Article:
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Wildflower Planting in Arizona

high mountain wildflowers image by Mike & Valerie Miller from

Arizona receives nearly 300 days of sunshine each year, the highest in the U.S. Different wildflowers grow on the plateau that occupies one-third of Arizona in the northern part of the state, than those that thrive in the heat of the arid deserts of the southern two-thirds of the state. You'll have the most success by planting wildflowers that have evolved to prosper in your part of Arizona.

Time to Plant

In Arizona, as in the rest of nature, wildflower seeds germinate all times of the year, depending on the flower and the weather. It's best to plant them when the rainy season comes. If you live in southern Arizona, the rains typically come in the form of thunderstorms in July and August. If you live in northern Arizona, you will have spring rains.

In the cold Arizona plateau, sow and water annual wildflowers after the danger of frost has passed in the spring. Don’t water them if you plant them in the fall, and don’t expect them to germinate until the following spring.

Sow perennials any time. If you plant them in the winter, cover them carefully, but do not water. If you water them, the seedling roots will be too shallow to survive a hard freeze. Water the seeds when the soil reaches 60 degrees F in the spring. Plant warm season grass seeds of buffelgrass, red brome and Arizona cottontop when the soil is at least 60 degrees F.


If the soil in your area lacks nutrients, give it a boost by shoveling in compost, or use it as a mulch. If your land has been previously farmed, do not till the soil, because it will bring weed seeds to the surface to compete with your wildflowers. If you have to till the soil because you are starting a new garden, wait until the weeds appear, which takes one or two weeks. Remove the weeds, water and weed again before you sow your seeds.

How to Sow

If your soil is low in organic matter, cover it with a mixture of sand and compost or well-composted manure before you sow the seeds. Scatter the seed evenly by hand. Mix the seed with sand to help you scatter a small amount of seed over a large area. Cover an area twice, walking south to north, then west to east. Use a rake to cover the seeds 1/8 inch deep with top soil. Some seeds will remain on top; they only need light and water to germinate.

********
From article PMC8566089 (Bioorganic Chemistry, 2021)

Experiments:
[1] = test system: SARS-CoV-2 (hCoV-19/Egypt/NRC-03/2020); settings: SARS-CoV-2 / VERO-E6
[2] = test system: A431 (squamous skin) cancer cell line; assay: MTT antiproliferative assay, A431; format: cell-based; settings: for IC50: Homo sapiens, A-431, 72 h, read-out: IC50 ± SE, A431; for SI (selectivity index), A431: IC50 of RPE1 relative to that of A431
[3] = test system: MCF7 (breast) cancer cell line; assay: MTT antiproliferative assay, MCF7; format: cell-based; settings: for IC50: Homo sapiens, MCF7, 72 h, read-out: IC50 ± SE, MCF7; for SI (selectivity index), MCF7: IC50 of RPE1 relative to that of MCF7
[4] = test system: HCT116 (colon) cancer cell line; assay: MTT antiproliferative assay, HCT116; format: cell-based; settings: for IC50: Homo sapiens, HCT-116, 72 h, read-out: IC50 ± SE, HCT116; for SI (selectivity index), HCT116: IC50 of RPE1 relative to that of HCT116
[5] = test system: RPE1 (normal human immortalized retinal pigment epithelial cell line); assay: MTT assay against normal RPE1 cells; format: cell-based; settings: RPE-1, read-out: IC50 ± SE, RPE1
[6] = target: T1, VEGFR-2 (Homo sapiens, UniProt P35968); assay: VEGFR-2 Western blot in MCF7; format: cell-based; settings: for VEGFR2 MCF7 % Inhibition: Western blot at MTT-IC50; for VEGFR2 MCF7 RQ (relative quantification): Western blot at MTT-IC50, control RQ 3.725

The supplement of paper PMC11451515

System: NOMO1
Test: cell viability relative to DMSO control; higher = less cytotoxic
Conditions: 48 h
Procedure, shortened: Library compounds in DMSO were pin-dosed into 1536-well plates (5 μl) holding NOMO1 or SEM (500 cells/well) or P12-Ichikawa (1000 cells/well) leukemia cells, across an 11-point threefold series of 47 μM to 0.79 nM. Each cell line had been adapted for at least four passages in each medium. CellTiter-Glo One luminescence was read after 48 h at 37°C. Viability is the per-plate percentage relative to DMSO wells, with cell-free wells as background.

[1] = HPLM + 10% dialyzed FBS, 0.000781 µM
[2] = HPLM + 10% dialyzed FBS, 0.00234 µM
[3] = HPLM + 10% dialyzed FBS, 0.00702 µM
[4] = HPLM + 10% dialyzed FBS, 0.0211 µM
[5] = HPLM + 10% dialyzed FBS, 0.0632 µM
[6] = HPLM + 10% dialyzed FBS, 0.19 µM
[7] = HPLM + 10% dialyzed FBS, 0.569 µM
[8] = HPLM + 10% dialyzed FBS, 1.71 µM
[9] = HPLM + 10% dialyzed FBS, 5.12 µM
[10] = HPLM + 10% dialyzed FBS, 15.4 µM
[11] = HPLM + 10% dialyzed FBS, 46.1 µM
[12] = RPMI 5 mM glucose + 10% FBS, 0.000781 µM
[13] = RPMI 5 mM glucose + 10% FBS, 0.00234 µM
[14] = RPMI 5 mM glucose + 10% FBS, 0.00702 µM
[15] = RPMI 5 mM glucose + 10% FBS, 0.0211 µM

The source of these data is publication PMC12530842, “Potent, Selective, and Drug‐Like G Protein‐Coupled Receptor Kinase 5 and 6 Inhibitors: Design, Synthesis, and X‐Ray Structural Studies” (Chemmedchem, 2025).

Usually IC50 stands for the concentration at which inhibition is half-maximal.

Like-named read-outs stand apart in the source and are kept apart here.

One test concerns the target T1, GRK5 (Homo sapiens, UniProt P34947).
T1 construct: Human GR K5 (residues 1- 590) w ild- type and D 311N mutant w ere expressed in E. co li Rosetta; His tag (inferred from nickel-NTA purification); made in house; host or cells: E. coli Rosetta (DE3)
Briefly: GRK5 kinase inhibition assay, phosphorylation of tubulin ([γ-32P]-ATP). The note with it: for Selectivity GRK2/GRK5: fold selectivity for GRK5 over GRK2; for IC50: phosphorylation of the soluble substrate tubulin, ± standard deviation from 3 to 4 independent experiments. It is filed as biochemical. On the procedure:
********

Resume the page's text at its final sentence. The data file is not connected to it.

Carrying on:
If you want to grow seedlings to transplant, sow and water the seeds 4 inches deep in pea-sized gravel mixed with fine soil. The gravel will protect the seeds from the birds, sun and wind. Moisten the gravel every day. Thin thick stands of seedlings to one every 6 inches.


Many wildflowers are light and many have evolved to be scattered by the wind. It's important to keep the seeds in place, though. Mulch helps keep the seeds in place; it also adds nutrients and moistens the soil. The best mulch is soil, but any organic matter will do, including weed-free straw, aged sawdust or leaves. Sheets or burlap bags will help keep birds away from the seeds, but only use them for two or three weeks. If a thick straw mulch rots, it can suppress seeds. In windy areas and on steep slopes, keep the soil in place with a binder made of cornstarch or psyllium, or finely ground plantago seeds. Put the binder in place, then water.

Watering Seeds

If your area lacks rain, water newly sown seeds twice a day for three weeks to keep them damp. If the emerging seedlings dry out, they will die; water them twice a day for another three weeks. As the roots get deeper, water the flowers less often. Water twice a week after the first six weeks, then once a week for a month, and then monthly until it freezes. When native wildflowers are mature, water them only when they are not receiving rainfall.

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